I’ve had a few people ask me to comment on what’s happening in the US and about Aboriginal deaths in custody and to be honest I’m having a hard time trying to articulate what I’m feeling.
As a Muruwari man who has had family members die in custody and then as a black journalist who has reported on black deaths in custody over my entire career it’s been extremely triggering to see what’s unfolding. I’m not ashamed to say I had a bit of a breakdown after reporting on the murder of Gomeroi teenager Mark Haines. It was the straw that broke the camel’s back.
I just couldn’t keep taking gut punch after gut punch reporting on death after death and also go home to watch my own family experience it everyday of their lives. I was becoming numb to the way Australia discards our mob like roadkill—I had to step away.
I am haunted by all the ghosts of so many of our mob who have been killed and I’m inconsolable about the injustice of it all. Australian newsrooms are full of sociopaths, I’ve worked with many of them. They prefer black and brown people victims of of violence to be criminals. We are not people to them, we’re talent—an award winning body of work—a bit of kudos from ‘woke’ colleagues for dipping their toe in the bubbling pool of racial turmoil.
Our mob pay the price. Our pain and suffering is their career. Diversity initiatives are a piecemeal crock of shit—the reality is all I see is wall to wall split screens full of white reporters jostling to get some cred for reporting on the death of George Floyd.
Australians should be forced to watch the CCTV footage of Ms Dhu dying like a caged animal in a police cell, they should be forced to read Mulrundji Doomadgee’s autopsy report and imagine what it must be like to have your liver almost cleaved in two in police custody, they should be forced to watch the video of David Dungay have the last bit of air crushed out of him custody in prison, they should be made to imagine what it must be like to be the mother of 8-year-old Jack Sultan who was killed by a white driver high on ice who walked away with a slap on the wrist, they should be made to imagine what the mother of Elijah Doughty went through when her son was chased down by a white man and run over and killed and they should be made to imagine what my family went through when my cousin TJ Hickey was died painfully impaled on a fence spike after the police chased him.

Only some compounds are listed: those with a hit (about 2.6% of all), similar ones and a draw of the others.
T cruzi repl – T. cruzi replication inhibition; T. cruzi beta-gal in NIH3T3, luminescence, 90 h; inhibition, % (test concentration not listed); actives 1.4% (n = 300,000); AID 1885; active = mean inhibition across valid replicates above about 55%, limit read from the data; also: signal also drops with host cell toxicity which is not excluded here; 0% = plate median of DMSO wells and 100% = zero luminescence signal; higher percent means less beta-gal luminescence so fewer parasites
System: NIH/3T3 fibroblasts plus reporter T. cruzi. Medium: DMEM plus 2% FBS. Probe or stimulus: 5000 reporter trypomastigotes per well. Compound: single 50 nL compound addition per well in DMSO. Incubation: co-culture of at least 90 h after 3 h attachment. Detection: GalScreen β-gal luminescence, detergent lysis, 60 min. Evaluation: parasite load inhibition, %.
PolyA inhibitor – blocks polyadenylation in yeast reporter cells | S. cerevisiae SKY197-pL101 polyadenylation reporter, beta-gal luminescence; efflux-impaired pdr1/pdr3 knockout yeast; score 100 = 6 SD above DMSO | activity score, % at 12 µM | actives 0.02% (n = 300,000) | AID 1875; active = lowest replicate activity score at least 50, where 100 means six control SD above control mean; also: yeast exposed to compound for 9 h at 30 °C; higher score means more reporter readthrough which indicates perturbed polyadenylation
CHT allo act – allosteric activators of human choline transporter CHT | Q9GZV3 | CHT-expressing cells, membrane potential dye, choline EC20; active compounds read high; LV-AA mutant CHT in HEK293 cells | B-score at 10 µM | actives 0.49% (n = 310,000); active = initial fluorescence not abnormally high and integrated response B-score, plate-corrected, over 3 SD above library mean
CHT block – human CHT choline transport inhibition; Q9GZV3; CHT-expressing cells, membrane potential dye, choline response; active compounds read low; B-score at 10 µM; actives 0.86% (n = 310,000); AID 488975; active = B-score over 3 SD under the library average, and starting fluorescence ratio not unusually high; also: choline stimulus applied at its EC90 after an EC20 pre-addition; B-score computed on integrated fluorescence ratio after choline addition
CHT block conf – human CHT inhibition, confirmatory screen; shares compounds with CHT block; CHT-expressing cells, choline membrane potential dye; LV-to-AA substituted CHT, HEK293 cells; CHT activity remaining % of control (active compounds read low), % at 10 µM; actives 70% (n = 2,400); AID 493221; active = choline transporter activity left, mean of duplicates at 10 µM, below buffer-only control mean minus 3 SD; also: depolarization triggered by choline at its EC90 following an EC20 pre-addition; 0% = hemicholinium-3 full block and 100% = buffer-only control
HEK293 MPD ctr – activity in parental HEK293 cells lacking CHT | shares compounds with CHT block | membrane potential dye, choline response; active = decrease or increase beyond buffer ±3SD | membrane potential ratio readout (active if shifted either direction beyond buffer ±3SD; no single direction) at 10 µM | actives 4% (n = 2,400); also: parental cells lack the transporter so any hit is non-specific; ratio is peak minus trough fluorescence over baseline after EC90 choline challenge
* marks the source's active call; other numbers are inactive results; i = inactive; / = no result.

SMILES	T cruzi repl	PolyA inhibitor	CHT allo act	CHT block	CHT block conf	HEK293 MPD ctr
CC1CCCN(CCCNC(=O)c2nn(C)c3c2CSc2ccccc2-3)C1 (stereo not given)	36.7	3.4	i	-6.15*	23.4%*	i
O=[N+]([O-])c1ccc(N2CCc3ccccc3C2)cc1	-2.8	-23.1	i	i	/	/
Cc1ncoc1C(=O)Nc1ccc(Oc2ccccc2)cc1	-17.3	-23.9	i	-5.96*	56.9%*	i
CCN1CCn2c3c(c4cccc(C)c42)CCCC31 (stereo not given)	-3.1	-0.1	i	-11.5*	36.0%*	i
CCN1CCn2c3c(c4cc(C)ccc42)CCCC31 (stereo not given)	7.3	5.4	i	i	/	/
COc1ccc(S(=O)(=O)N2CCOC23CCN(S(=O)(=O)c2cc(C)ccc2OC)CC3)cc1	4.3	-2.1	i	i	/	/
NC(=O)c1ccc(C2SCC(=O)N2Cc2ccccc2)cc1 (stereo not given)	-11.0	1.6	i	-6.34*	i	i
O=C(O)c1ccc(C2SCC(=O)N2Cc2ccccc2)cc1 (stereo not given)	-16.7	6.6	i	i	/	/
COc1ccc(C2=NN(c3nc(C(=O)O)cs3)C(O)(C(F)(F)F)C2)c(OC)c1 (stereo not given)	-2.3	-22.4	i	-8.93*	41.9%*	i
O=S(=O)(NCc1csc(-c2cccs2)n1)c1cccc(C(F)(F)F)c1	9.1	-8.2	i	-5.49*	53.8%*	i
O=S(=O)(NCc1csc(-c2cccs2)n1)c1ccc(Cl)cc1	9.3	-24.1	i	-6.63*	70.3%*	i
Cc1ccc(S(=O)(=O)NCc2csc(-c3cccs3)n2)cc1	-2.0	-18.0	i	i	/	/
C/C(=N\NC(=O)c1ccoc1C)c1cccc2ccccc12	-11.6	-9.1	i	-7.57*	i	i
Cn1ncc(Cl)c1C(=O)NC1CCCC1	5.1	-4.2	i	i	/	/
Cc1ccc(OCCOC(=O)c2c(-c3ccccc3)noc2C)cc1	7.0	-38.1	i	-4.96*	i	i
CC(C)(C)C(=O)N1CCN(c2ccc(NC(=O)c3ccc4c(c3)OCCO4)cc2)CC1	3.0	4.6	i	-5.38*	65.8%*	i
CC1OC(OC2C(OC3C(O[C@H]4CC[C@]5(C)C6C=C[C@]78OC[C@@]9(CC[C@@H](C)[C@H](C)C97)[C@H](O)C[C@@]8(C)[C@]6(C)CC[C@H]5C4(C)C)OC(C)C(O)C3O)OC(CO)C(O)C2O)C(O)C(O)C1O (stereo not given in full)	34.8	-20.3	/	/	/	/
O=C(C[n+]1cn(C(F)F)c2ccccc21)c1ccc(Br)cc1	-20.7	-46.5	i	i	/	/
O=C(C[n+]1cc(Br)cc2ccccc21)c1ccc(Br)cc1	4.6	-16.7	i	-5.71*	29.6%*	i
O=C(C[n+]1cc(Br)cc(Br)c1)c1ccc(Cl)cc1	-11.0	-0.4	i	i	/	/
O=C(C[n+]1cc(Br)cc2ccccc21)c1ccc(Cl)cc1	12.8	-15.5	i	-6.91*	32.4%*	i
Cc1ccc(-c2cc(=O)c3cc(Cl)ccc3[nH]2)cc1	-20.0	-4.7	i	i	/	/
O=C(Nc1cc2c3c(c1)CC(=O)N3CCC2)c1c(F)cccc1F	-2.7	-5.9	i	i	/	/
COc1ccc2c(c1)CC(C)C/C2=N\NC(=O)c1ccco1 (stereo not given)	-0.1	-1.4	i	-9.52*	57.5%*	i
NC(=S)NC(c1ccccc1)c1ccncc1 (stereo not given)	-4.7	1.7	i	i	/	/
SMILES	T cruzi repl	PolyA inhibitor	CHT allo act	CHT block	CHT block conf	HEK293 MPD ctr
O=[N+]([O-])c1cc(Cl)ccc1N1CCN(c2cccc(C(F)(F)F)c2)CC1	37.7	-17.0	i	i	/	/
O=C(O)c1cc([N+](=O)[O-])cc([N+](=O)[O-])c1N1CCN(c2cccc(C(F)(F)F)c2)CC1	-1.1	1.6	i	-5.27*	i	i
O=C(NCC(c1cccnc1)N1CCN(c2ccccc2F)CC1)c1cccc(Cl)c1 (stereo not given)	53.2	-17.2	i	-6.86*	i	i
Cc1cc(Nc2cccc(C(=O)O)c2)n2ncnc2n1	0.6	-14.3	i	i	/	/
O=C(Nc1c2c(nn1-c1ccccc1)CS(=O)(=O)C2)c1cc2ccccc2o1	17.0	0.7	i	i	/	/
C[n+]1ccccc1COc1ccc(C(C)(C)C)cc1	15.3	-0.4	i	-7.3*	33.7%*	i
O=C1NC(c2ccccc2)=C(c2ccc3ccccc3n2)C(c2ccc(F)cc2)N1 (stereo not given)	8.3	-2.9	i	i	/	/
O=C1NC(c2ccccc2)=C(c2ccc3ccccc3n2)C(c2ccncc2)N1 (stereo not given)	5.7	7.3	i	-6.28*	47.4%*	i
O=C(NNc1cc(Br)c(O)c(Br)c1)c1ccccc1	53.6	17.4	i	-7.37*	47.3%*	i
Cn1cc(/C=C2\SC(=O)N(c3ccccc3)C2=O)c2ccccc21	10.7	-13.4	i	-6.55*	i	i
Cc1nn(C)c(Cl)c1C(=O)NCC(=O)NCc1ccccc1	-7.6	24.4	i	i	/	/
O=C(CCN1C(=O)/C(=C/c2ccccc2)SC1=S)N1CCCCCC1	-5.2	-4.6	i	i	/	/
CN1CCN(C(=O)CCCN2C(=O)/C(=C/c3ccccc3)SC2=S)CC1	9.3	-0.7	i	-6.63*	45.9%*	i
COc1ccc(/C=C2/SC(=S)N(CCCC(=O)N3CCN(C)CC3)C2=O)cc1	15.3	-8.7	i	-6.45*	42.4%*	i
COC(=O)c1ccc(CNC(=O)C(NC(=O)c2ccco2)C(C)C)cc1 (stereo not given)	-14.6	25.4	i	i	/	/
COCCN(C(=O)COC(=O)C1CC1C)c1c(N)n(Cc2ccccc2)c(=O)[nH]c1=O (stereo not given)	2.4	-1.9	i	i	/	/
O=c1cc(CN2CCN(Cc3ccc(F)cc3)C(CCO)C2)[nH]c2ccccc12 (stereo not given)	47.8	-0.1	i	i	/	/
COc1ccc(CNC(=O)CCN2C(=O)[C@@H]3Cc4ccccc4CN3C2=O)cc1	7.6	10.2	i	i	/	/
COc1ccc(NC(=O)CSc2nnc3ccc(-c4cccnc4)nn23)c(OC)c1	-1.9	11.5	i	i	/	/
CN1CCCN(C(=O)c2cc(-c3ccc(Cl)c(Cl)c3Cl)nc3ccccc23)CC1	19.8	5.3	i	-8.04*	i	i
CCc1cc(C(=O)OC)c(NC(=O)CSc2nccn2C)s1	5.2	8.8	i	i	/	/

The list goes on and on and on. I could fill a library with examples.. But Australians won’t be forced to put themselves in our shoes because we have always been the other, the fringe dweller and the media are complicit in keeping us that way.
We’re a country built on black blood covered up by a carpet of money and greed. No-one wants to deal with that and our media actively chooses not to report context, instead they borrow from the colonial narrative playbook that Aboriginal people are violent savages—more perpetrator than victims.
How can we ever really win or be seen or have agency in a judicial system and society that never included us from he beginning. It’s a system set up to allow Aboriginal people to be murdered with little consequence.
When events like this happen there’s also a rise in Johnny-come-lately’s who get paid to get prettied up and used for commentary by the mainstream media because they’re palatable—but they have no really lived experience as a black person in Australia.
If you’re offering opinion about what’s going on then you better be radical in that commentary—because toeing the line won’t cut it—then you’re just a black face jettisoned into the coverage because you won’t scare white folks. So, if you’re not willing to disrupt the fourth estate then move the fuck over for someone who does understand what it’s like to grow up being racially profiled, who live through the trauma and suffering at the hands of the colony on a daily basis.
Allan Clarke is an investigative journalist, producer and writer. On Twitter he’s @allanjckarke